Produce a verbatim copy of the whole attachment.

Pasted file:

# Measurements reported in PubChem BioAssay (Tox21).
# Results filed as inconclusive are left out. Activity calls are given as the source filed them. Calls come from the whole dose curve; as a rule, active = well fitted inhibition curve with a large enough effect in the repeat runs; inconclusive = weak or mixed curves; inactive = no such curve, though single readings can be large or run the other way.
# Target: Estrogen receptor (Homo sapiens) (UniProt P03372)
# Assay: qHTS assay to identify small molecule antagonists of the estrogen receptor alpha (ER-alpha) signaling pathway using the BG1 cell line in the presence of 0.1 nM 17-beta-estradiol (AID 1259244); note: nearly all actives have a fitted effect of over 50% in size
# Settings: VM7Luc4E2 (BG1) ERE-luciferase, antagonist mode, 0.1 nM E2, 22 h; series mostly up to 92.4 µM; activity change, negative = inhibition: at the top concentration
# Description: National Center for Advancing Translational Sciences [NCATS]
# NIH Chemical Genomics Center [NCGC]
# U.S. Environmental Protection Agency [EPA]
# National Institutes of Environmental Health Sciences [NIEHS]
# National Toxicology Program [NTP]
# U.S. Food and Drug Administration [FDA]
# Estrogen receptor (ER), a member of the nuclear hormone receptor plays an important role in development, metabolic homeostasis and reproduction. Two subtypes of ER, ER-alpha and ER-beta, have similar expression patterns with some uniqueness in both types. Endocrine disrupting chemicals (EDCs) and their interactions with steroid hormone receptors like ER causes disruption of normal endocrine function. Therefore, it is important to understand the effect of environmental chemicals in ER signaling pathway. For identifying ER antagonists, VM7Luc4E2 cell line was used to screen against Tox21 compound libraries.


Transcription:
# Measurements reported in PubChem BioAssay (Tox21).
# Results filed as inconclusive are left out. Activity calls are given as the source filed them. Calls come from the whole dose curve; as a rule, active = well fitted inhibition curve with a large enough effect in the repeat runs; inconclusive = weak or mixed curves; inactive = no such curve, though single readings can be large or run the other way.
# Target: Estrogen receptor (Homo sapiens) (UniProt P03372)
# Assay: qHTS assay to identify small molecule antagonists of the estrogen receptor alpha (ER-alpha) signaling pathway using the BG1 cell line in the presence of 0.1 nM 17-beta-estradiol (AID 1259244); note: nearly all actives have a fitted effect of over 50% in size
# Settings: VM7Luc4E2 (BG1) ERE-luciferase, antagonist mode, 0.1 nM E2, 22 h; series mostly up to 92.4 µM; activity change, negative = inhibition: at the top concentration
# Description: National Center for Advancing Translational Sciences [NCATS]
# NIH Chemical Genomics Center [NCGC]
# U.S. Environmental Protection Agency [EPA]
# National Institutes of Environmental Health Sciences [NIEHS]
# National Toxicology Program [NTP]
# U.S. Food and Drug Administration [FDA]
# Estrogen receptor (ER), a member of the nuclear hormone receptor plays an important role in development, metabolic homeostasis and reproduction. Two subtypes of ER, ER-alpha and ER-beta, have similar expression patterns with some uniqueness in both types. Endocrine disrupting chemicals (EDCs) and their interactions with steroid hormone receptors like ER causes disruption of normal endocrine function. Therefore, it is important to understand the effect of environmental chemicals in ER signaling pathway. For identifying ER antagonists, VM7Luc4E2 cell line was used to screen against Tox21 compound libraries.